HomeCarbon CreditsThai-Swiss Deal Sets Paris Agreement Carbon Offsets in Action

Thai-Swiss Deal Sets Paris Agreement Carbon Offsets in Action

A Thai electric bus operator announced the sale of the initial carbon offsets under a new system established by the Paris Agreement to a Swiss fossil fuel group. Their deal marks a significant milestone in the implementation of the 8-year-old United Nations climate accord.

The Paris Agreement, formulated in 2015, permits governments and corporations to offset a portion of their greenhouse gas emissions by funding initiatives that mitigate climate pollutants elsewhere. 

These offsets are converted into carbon credits, each representing the reduction of one metric ton of carbon dioxide (CO2) emissions. 

Unlocking Carbon Offsets with Thailand’s Electric Bus

In December, Switzerland’s KliK Foundation, representing fuel importers, finalized the inaugural purchase of 1,916 carbon credits from Thailand’s Energy Absolute. This groundbreaking transaction demonstrates the potential of a nascent market for carbon credits.

Switzerland stands out as an avid supporter of bilateral credit trading as stipulated in article 6 of the Paris Agreement. The recent transaction is part of a broader pact inked between Switzerland and Thailand in the first months of 2023.

Although the credits obtained will eventually be used in government strategies, private entities are responsible for executing the project. South Pole, a prominent Swiss firm recognized as one of the global leaders in trading carbon credits, coordinated the project. The seller has encountered controversy in the past year, stirring discussions and debate within the industry.

Energy Absolute is responsible for generating the credits by deploying a fleet of 4,000 electric buses in Bangkok. The electric units replace the conventional petrol-fueled vehicles, avoiding the release of CO2 which produces the offsets.

Thailand electric vehicle
Image from Nation Thailand

Though the exact value of the credits sold wasn’t disclosed, the Thai firm said that the credit price exceeded $30. Their partnership is shaping the Paris Agreement market, pending finalization of the UN rules at COP28 in Dubai last year. 

The evolving nature of these regulations means that both Energy Absolute and KliK, along with regulators in their respective countries, can influence this burgeoning market. However, it also presents the risk of needing to revise their agreement once the final UN rules are out. 

Switzerland’s Emission Trading Strategy

KliK’s managing director, Marco Berg, emphasized the complexities involved in being pioneers in this area, citing substantial effort and costs. 

The Swiss government mandated fuel importers to offset a progressively increasing percentage of their emissions. They can do that either domestically or through Paris Agreement-compliant credits, leading KliK to engage in this transaction.

KliK has committed to purchasing offsets for up to 1.5 million metric tons of carbon dioxide emissions until 2030 from Energy Absolute. That’s only a fraction of the 20 million credits it expects to purchase by the decade’s close.

  • In comparison, Switzerland aims to offset roughly 40 million Mt of CO2 abroad through 2030 to fulfill its climate objectives.

Despite their utility, some environmental advocates criticize carbon offsets, contending that they promote pollution instead of focusing on its eradication.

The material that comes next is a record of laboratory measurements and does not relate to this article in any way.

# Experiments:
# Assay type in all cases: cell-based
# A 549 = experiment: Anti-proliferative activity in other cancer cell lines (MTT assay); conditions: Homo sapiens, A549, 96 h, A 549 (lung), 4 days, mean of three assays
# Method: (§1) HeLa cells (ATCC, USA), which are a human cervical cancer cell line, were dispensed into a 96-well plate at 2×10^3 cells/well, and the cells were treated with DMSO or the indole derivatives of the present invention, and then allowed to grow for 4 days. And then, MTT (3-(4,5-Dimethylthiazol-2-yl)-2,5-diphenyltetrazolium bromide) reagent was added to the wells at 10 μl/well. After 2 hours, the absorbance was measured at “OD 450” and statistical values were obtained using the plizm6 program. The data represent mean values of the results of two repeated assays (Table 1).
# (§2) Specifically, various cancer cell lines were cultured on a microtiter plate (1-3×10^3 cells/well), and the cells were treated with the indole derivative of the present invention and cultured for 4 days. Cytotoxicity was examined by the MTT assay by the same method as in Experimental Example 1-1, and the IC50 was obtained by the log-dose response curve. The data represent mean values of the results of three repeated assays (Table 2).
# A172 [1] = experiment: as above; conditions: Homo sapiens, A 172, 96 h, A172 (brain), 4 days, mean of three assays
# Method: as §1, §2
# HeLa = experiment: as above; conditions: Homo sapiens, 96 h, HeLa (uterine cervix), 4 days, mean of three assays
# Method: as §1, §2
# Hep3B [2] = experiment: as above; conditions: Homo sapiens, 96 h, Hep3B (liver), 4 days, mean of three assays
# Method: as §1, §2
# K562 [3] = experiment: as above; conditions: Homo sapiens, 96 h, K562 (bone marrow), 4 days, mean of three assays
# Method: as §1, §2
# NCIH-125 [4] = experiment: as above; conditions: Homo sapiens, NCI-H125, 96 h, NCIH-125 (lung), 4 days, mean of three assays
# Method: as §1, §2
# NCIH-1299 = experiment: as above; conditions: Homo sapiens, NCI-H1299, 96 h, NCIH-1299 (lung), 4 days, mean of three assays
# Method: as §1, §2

They doubted the integrity of the credits, claiming they’re not additional, meaning the project would still pursue without the offsets. 

But an independent carbon market consultant, Mischa Classen, disputed the claim. Classen noted that Thailand lacks a specific policy directive that supports private bus operators in transitioning to electric vehicles. 

Moreover, a spokesperson representing the Klik Foundation said that the additionality issue is purely speculation. They further noted that Energy Absolute relies on the financial backing provided through the purchase of credits to ensure the project’s viability.

Additionally, a spokesperson from the Swiss Federal Office of the Environment (FOEN) emphasized that only offsets leading to additional emissions reductions would receive approval. They highlighted that thorough verifications are conducted in collaboration with the environmental authority of the host country. 

Overcoming Paris Agreement Roadblocks

Despite ongoing uncertainties regarding the regulatory framework governing this mechanism, Switzerland persists in advancing these agreements.

Discussions about article 6.2 of the Paris Agreement faced a deadlock during COP28 due to a contentious disagreement over carbon offset integrity. The European Union advocated for stringent regulations, while the USA pushed for greater flexibility. 

Although negotiators aim to broker an agreement during COP29 in November, countries have the liberty to proceed with their agreements under the initial rulebook formulated in Glasgow.

Classen underscores that Switzerland’s inaugural transaction contributes positively to the growing consensus among nations with genuine interest in Article 6. He added:

“It is the final result of a long, hard process and it is not a decision you can just switch on or off. You need well-designed bilateral agreements setting minimum standards and a lot of political labor to establish carbon market regulations. The case of Thailand shows that it’s possible.”

Anticipating a substantial portion of its emission reductions by 2030 to be achieved through overseas projects, the Swiss government continues its efforts in this direction.

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